Nelson, Leidner shine at spring game

The Gophers’ top two quarterbacks combined for 291 yards and 3 TDs.
Quarterback Mitch Leidner throws the ball to a receiver during the spring game on Saturday, April 27, 2013, at TCF Bank Stadium.
April 29, 2013

Minnesota head coach Jerry Kill had reason to be pleased with the Gophers’ annual spring game Saturday.

The weather held up. More than 10,000 fans were announced in attendance. And the Gophers’ offense — anemic for much of Kill’s first two seasons at Minnesota — scored a combined five touchdowns.

On the warmest day in Minneapolis since Oct. 3, 2012, the maroon team beat the white team 24-17 at the Gophers’ annual spring game at TCF Bank Stadium.

“We’ve had a great spring,” Kill said. “I still think we have to mentally and physically develop some toughness, and I think we’re doing that as we work.”

The split-squad scrimmage felt like a game in some respects — a full corps of referees called penalties, and the marching band played the Minnesota Rouser after scoring plays — but had a more relaxed feel. Players occasionally switched teams, and defensive players were not allowed to hit the quarterbacks.

Kill watched from the backfield for most of the afternoon as the two squads rattled off 26 first downs. Quarterbacks Philip Nelson and Mitch Leidner led the way with a combined 291 yards passing.

Nelson went 2-5 as a freshman starter last season and had several ups and downs. He threw for 246 yards and three touchdowns in his second start — a 44-28 win over Purdue — but threw only three more touchdowns in his last five games.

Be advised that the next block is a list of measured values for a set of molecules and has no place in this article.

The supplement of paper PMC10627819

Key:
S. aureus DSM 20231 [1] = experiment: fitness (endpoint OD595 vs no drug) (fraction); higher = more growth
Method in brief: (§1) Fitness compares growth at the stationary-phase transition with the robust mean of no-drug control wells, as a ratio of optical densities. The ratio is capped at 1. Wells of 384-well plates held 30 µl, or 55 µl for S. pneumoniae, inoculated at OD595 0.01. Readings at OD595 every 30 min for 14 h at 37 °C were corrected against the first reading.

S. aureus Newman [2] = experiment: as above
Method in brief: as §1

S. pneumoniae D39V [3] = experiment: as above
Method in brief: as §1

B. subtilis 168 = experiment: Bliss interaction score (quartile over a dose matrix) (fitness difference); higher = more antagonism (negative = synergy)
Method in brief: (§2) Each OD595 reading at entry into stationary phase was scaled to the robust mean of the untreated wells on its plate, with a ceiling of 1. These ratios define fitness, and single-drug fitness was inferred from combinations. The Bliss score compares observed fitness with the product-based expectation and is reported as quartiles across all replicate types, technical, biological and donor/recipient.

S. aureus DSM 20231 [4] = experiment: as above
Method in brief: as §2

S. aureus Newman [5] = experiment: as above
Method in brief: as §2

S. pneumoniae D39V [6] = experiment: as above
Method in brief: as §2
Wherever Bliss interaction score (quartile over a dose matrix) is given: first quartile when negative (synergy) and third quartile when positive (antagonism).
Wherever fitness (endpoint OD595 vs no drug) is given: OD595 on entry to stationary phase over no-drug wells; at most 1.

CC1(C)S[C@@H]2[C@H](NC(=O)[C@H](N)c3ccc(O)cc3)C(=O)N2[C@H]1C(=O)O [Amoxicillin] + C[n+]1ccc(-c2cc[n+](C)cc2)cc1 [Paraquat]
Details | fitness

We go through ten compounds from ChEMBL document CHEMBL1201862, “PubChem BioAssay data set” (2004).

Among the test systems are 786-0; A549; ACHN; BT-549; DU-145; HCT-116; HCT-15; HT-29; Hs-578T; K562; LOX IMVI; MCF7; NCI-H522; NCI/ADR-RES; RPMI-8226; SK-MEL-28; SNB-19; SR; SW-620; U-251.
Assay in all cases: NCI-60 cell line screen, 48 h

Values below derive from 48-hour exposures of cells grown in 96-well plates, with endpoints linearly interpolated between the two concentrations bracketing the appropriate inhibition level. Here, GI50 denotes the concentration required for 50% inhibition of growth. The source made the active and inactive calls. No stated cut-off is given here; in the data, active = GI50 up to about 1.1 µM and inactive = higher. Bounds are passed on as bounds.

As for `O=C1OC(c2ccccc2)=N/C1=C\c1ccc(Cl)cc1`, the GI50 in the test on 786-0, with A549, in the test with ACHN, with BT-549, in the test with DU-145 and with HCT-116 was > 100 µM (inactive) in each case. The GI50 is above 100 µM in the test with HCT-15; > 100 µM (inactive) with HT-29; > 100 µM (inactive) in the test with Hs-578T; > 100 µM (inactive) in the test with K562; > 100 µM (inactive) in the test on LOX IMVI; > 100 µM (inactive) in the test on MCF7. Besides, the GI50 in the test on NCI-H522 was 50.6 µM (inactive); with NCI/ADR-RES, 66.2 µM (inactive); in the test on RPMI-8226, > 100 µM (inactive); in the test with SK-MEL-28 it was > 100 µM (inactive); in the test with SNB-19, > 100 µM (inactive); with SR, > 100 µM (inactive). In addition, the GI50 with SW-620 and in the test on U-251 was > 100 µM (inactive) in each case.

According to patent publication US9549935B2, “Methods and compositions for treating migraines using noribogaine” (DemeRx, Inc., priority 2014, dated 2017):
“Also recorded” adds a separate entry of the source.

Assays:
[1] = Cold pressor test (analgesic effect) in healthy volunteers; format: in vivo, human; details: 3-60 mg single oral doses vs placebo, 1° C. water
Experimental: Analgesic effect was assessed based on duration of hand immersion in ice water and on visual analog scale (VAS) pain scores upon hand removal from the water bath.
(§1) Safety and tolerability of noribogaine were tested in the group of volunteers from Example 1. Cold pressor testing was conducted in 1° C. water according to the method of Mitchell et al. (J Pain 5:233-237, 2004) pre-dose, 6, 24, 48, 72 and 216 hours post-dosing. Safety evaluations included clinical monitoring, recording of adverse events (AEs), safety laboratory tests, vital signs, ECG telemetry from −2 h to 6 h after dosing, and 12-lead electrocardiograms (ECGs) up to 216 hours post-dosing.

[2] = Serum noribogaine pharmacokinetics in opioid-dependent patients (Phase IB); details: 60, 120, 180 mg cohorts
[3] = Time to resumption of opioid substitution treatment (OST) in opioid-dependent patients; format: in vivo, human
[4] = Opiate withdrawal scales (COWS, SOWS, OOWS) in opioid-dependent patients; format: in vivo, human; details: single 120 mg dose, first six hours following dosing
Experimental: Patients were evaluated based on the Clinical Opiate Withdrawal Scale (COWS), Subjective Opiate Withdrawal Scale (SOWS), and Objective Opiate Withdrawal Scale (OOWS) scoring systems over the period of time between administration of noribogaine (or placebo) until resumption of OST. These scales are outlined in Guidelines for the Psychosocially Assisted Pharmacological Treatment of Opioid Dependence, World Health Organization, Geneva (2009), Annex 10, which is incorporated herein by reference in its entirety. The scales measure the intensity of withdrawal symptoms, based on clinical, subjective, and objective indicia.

He’s shown improvement throughout spring practice and said he feels more comfortable than ever with his receivers.

Nelson completed his first 10 passes Saturday and finished 13-for-17 with 179 yards and one touchdown, helping the maroon team take a 14-3 halftime lead.

The redshirt freshman Leidner was nearly as good, completing 10 of 18 passes for 136 yards and two touchdowns while leading the white team on a second-half comeback. His 10-yard touchdown pass to redshirt freshman receiver Jamel Harbison gave the team a 17-14 lead near the end of the third quarter.

But Nelson responded by leading the maroon team on a six-play, 65-yard drive to start the fourth quarter, capped by a five-yard touchdown pass to senior Derrick Engel.

Leidner briefly quarterbacked the maroon team in the fourth quarter, but the victory belonged to Nelson.

The two quarterbacks are the same age (19), but Leidner redshirted last season and quarterbacked the scout team, while Nelson became the Gophers’ starting quarterback in October.

“We’ve basically gone through this whole college experience together,” Nelson said. “We really push each other, and it really helps us get better.”

Nelson and Leidner put up their gaudy numbers Saturday against a defense that ranked 12th nationally in passing defense last season.

But the defense played without three key players — defensive tackle Ra’Shede Hageman and defensive backs Brock Vereen and Derrick Wells, all who were starters last season. Kill said the trio — along with about 11 other players — was held out of the game for precautionary reasons.

Even so, both defenses held up and forced one turnover each.

Middle linebacker Damien Wilson, a junior college transfer, led the white team with six tackles and recovered a fumble late in the third quarter.

Wilson has been competing with redshirt freshman Jack Lynn for the starting middle linebacker spot. Lynn practiced with the first team for most of the spring and played with it Saturday, recording six tackles.

Senior outside linebacker James Manuel led all defensive players with seven tackles.

“I thought we had good play overall on both sides of the ball,” Kill said. “This is the first time I feel like we’re starting to build a little bit of depth on our team.”

Comment Policy

The Minnesota Daily welcomes thoughtful discussion on all of our stories, but please keep comments civil and on-topic. Read our full guidelines here.
Minnesota Daily Serving the University of Minnesota Community since 1900